Combining these forms, we can write a simple function and assign it to a local function variable:

 public static void main(String[] args) {
     int plus2(int x) { return x+2; }
     int(int) plus2b = plus2;

Namespaces and name lookup
The Java programming language currently maintains a strict separation between expression names and
method names. These two separate namespaces allow a programmer to use the same name for a variable and
for methods. Local functions and closure variables necessarily blur the distinction between these two
namespaces: local functions may be used as expression values; contrariwise, variables of function type may
be invoked.

A local function declaration introduces the declared name as a variable name. When searching a scope for a
method name, if no methods exist with the given name then local functions and variables of the given name
that are of function type are considered candidates. If more than one exists (for example, function-typed
variable declarations are inherited from separate supertypes), the reference is considered ambiguous; local
functions do not overload.

When searching a scope for an expression name, local functions are treated as variables. Function names
and values can therefore be used like other values in a program, and can be applied using the existing
invocation syntax. In addition, we allow a function to be invoked from an arbitrary (for example,
parenthesized) expression:

     Primary Arguments

Anonymous Functions (Closures)
We also introduce a syntactic form for constructing a function value without declaring a local function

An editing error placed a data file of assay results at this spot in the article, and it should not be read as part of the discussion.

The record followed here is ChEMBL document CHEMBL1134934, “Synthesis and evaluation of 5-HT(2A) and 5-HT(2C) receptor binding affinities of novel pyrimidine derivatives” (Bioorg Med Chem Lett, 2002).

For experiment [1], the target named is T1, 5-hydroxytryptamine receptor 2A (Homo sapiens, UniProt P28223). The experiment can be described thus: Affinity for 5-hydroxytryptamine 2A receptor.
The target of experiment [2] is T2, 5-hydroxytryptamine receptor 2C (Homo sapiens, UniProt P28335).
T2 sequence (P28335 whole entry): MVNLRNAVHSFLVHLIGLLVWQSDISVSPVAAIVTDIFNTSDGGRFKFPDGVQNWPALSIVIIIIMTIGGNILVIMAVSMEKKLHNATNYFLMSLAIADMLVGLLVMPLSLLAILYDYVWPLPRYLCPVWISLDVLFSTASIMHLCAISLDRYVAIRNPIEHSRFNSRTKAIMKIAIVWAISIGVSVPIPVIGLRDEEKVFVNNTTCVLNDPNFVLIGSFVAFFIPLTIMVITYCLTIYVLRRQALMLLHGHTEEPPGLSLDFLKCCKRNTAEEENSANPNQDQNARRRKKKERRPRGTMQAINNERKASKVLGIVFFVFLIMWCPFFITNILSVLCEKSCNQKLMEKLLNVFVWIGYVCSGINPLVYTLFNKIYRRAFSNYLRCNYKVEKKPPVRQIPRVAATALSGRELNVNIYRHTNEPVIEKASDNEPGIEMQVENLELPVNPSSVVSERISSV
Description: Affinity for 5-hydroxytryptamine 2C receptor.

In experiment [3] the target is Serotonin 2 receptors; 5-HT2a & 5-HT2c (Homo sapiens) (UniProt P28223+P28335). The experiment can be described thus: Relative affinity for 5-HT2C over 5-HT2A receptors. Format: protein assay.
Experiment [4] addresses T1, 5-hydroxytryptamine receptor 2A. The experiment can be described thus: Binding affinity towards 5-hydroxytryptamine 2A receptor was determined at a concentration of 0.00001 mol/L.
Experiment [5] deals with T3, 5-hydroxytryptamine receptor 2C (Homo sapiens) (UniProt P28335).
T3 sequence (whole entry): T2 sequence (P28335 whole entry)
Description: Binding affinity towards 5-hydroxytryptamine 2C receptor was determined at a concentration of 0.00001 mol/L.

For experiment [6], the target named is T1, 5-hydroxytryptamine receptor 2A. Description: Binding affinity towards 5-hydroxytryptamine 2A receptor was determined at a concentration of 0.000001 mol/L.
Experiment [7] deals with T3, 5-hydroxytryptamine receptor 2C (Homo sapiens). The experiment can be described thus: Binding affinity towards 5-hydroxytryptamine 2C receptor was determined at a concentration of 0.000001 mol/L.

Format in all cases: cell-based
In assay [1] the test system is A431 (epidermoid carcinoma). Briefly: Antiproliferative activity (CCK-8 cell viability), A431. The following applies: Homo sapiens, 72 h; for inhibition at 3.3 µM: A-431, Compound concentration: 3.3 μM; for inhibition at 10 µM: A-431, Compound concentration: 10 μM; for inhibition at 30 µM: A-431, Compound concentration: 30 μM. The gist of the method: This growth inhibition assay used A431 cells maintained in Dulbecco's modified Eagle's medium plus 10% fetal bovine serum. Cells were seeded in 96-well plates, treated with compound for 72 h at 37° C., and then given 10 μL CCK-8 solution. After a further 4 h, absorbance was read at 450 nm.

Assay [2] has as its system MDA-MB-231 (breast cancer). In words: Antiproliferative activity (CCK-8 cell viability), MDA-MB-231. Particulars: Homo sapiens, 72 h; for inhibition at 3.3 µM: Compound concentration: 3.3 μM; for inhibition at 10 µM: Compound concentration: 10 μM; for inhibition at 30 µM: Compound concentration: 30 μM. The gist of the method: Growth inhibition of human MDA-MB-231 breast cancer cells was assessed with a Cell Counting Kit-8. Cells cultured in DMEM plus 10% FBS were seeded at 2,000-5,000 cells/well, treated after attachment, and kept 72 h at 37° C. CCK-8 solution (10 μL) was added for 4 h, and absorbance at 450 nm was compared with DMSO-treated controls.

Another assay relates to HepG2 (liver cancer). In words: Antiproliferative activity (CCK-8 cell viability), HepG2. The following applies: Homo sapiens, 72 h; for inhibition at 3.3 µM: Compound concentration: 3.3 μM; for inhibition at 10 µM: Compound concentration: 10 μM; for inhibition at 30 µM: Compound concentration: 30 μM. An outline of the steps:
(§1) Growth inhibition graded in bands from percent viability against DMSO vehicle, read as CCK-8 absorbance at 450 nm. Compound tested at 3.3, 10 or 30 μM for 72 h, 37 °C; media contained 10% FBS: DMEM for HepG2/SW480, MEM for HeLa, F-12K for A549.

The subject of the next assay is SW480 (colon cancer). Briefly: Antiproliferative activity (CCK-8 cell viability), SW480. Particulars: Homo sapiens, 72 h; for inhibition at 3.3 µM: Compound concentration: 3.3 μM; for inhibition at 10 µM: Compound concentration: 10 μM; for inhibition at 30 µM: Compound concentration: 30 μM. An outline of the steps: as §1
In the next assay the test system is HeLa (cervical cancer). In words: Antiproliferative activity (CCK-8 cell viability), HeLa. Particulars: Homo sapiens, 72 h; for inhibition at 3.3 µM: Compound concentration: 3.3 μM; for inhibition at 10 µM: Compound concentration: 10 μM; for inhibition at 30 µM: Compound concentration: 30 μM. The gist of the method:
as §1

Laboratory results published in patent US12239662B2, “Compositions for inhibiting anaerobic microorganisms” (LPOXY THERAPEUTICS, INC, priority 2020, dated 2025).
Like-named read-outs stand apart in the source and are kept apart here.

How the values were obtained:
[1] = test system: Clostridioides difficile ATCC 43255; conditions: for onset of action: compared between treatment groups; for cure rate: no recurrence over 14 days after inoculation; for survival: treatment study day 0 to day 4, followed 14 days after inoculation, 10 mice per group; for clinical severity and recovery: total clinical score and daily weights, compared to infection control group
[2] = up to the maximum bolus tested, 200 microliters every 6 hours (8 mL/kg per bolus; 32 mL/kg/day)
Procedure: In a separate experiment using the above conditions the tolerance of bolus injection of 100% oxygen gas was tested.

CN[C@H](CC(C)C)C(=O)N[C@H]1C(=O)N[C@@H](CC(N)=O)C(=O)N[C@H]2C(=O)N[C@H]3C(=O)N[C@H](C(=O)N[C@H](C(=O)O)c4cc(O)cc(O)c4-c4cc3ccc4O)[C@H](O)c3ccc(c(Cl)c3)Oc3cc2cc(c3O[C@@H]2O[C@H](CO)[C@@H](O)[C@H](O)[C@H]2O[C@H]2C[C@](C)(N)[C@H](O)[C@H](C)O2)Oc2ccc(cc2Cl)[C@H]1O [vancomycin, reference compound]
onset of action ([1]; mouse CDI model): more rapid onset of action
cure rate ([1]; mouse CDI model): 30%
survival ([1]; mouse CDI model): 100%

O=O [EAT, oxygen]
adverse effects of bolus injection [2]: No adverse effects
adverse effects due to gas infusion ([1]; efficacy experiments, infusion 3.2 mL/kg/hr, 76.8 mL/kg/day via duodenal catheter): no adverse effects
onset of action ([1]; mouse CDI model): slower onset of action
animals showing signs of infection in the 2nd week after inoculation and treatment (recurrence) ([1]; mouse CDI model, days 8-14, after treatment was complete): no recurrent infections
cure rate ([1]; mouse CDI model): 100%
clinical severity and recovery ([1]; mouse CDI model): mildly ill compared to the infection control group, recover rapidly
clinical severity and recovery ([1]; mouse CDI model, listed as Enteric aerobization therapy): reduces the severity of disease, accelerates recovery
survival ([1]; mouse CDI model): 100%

(precedence is tentative):

     FormalParameters Block
     FormalParameters : Expression3

We can rewrite the assignment to plus2b in the previous example using an anonymous function:

     int(int) plus2b = (int x) {return x+2; };

Or, using the short form,

     int(int) plus2b = (int x) : x+2;

The type of a closure
The type of a closure is inferred from its form as follows:

The argument types of a closure are the types of the declared arguments.

For the short form of a closure, the return type is the type of the expression following the colon. For a long
form of a closure, if the body contains no return statement and the body cannot complete normally, the
return type is the type of null. Otherwise if the body contains no return statement or the form of return
statements are without a value, the return type is void

Otherwise, consider the set of types appearing in the return statements within the body. These types are
combined from left to right using the rules of the conditional operator (JLS3 15.25) to compute a single
unique type, which is the return type of the closure.

The set of thrown types of a closure are those checked exception types thrown by the body.